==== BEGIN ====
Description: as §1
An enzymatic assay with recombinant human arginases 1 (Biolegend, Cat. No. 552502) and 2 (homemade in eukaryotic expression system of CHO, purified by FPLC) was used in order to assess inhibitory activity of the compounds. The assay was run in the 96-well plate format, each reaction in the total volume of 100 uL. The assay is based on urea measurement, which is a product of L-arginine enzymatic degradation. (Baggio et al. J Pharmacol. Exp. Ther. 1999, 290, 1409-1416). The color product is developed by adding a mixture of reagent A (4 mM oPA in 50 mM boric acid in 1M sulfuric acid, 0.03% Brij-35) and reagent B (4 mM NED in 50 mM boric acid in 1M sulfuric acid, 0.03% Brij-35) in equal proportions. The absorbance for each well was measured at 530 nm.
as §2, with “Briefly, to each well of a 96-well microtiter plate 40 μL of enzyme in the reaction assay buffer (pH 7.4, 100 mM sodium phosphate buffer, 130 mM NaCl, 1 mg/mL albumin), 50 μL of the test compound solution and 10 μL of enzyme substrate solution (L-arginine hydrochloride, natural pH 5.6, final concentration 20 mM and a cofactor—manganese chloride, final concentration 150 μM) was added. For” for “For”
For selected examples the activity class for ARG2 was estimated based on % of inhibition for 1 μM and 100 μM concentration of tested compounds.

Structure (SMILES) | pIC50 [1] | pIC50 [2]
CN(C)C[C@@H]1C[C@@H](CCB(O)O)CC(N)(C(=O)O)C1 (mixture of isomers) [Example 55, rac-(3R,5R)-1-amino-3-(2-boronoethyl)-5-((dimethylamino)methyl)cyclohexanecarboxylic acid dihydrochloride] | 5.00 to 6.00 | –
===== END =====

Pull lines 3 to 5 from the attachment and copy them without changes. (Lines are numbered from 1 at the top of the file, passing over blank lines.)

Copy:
as §2, with “Briefly, to each well of a 96-well microtiter plate 40 μL of enzyme in the reaction assay buffer (pH 7.4, 100 mM sodium phosphate buffer, 130 mM NaCl, 1 mg/mL albumin), 50 μL of the test compound solution and 10 μL of enzyme substrate solution (L-arginine hydrochloride, natural pH 5.6, final concentration 20 mM and a cofactor—manganese chloride, final concentration 150 μM) was added. For” for “For”
For selected examples the activity class for ARG2 was estimated based on % of inhibition for 1 μM and 100 μM concentration of tested compounds.

Structure (SMILES) | pIC50 [1] | pIC50 [2]